A cross-sectional investigation of academic and affective differences related to junior high school or middle school experiences.
AuthorPinegar, David Ralph, Jr.
AdvisorClark, Donald C.
MetadataShow full item record
PublisherThe University of Arizona.
RightsCopyright © is held by the author. Digital access to this material is made possible by the University Libraries, University of Arizona. Further transmission, reproduction or presentation (such as public display or performance) of protected items is prohibited except with permission of the author.
AbstractThe purpose of this study was to empirically investigate, in 10th grade students, cognitive and affective differences which might be attributable to either middle or junior high school experiences. The research questions were designed to find differences in self-esteem, grade point averages, in participation in clubs, teams, and student government, and in attendance and discipline between two groups of respondents--graduates from two middle schools and graduates from a junior high school. The research design included the 10th grade population of a single high school whose feeder schools included two middle schools and a junior high school. Respondents from outside the feeder pattern were excluded from the study. The study used eight dependent variables, including GPAs, attendance, discipline referrals, participation on clubs, teams, and student government, and two measures of self-esteem. Independent variables were types of feeder school environment, middle or junior high, from which the respondents had graduated. An analysis of variance was conducted to test relationships between feeder school type and each dependent variable. The findings of this study indicate that there are slight and statistically nonsignificant differences between respondents from the two environments. Junior high school respondents achieved slightly higher mean GPAs, had fewer absences, participated marginally more in clubs and teams, and scored slightly higher on one measure of self-esteem. Middle school students participated more in student government, had only .2% fewer discipline referrals, and scored slightly higher in the second measure of self-esteem. The lack of a statistically significant difference for any of the variables could be the result of several factors. These factors include the extent of real difference between the junior high and middle schools, the newness of the middle schools and the degree of implementation of middle school programs, and the different ethnic composition of the middle schools as opposed to that of the junior high school.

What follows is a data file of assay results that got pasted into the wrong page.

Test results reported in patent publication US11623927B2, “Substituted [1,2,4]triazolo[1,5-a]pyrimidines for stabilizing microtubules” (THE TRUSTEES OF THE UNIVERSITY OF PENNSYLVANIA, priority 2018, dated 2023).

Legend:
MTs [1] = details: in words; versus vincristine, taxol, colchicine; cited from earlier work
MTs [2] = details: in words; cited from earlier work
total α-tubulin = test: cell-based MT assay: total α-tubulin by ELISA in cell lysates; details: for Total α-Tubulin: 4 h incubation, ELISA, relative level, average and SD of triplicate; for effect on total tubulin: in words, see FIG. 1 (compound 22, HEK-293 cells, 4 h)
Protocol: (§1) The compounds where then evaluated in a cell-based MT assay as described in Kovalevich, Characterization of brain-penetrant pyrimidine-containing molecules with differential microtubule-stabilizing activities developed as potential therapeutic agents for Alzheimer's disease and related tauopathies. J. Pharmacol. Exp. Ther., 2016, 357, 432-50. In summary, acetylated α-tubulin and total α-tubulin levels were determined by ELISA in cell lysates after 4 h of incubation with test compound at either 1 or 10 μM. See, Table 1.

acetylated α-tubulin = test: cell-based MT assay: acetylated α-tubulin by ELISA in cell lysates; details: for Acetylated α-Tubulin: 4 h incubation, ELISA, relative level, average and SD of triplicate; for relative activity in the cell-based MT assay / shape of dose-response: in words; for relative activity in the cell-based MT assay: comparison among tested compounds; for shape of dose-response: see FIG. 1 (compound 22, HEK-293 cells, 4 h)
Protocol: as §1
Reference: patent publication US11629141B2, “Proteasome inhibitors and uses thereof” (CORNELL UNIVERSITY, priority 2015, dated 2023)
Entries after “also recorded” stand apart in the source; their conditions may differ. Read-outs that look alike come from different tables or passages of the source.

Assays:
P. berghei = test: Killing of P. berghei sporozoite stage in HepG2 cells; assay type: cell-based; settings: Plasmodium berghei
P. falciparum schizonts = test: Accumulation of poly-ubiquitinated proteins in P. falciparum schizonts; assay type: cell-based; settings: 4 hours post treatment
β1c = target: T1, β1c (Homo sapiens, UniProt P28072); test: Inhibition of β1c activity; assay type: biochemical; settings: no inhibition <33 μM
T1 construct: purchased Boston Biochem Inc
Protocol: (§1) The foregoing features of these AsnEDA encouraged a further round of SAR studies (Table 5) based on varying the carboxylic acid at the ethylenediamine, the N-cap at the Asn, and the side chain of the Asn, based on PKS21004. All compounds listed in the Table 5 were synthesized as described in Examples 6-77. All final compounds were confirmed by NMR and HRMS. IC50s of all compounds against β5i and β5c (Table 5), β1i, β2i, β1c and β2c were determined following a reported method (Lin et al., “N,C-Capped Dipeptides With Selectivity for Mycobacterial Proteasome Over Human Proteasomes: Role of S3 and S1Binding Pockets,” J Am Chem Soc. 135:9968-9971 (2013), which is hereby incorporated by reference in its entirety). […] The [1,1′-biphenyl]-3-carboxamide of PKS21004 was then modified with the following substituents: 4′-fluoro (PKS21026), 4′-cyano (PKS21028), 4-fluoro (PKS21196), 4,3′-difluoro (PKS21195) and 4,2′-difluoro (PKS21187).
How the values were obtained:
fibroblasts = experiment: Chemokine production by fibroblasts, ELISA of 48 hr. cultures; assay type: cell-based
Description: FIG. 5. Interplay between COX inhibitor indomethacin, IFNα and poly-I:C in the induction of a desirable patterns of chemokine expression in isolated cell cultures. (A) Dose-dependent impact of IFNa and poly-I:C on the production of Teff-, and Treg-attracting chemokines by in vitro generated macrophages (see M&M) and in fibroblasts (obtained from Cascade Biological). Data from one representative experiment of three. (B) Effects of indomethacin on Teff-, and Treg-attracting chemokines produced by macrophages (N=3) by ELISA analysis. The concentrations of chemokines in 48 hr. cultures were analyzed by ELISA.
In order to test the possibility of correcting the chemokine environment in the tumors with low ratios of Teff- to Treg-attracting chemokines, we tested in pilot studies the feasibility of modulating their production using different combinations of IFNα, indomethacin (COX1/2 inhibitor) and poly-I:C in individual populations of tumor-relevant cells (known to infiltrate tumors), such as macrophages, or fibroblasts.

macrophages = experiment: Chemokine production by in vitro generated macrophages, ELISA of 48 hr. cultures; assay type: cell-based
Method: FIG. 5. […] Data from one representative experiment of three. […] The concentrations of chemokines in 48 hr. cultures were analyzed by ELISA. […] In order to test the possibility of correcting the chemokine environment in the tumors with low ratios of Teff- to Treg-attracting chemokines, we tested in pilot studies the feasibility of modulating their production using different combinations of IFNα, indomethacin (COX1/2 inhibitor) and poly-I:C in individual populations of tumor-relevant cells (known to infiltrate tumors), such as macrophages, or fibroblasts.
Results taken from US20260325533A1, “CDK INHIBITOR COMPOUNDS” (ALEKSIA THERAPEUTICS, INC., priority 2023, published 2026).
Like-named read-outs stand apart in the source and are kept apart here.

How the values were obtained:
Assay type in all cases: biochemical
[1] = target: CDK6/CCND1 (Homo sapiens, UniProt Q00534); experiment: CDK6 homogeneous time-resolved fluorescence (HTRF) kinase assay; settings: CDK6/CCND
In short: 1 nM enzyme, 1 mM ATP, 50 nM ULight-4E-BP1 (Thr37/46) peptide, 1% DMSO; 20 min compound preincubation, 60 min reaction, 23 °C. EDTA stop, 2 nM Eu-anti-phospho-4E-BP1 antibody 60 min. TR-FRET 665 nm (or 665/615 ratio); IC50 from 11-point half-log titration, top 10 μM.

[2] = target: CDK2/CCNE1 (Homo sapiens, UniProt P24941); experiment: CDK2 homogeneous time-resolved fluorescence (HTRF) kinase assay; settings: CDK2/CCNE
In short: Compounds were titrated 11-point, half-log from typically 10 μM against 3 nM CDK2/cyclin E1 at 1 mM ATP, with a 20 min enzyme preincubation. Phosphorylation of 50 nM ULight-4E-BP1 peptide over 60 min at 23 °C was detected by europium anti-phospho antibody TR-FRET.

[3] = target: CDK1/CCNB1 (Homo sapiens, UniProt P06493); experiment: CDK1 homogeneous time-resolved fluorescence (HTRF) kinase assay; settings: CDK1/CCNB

Degree ProgramTeaching and Teacher Education